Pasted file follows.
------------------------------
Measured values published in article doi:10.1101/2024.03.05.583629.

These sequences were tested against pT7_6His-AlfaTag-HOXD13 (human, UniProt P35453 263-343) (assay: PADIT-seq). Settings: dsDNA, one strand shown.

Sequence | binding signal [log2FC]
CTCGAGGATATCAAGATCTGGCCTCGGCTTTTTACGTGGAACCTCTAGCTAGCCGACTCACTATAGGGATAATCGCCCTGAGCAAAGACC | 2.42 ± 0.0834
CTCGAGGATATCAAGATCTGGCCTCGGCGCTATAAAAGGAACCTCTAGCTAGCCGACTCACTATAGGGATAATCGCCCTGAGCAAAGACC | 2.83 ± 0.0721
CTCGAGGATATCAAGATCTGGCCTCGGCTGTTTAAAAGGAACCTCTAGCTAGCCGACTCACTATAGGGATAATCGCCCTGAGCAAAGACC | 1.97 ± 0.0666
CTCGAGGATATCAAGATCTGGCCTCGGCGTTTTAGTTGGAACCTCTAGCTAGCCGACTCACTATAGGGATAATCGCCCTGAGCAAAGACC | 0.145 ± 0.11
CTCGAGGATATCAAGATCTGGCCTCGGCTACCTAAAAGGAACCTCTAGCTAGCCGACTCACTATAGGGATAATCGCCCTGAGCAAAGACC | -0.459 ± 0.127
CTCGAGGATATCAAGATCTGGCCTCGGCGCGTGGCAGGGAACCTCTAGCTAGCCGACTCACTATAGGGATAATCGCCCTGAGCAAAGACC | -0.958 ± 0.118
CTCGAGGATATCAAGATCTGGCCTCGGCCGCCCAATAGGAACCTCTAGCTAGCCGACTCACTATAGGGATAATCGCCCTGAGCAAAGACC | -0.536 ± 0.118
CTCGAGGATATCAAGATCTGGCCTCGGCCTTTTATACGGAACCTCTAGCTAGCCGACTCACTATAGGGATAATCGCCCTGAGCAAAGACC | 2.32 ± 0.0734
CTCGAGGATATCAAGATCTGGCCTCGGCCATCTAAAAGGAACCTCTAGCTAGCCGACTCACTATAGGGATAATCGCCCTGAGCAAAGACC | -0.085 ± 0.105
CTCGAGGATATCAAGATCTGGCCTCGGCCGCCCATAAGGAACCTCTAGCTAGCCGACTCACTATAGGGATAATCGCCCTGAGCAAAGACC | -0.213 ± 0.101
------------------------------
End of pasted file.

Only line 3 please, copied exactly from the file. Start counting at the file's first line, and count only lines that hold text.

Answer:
Sequence | binding signal [log2FC]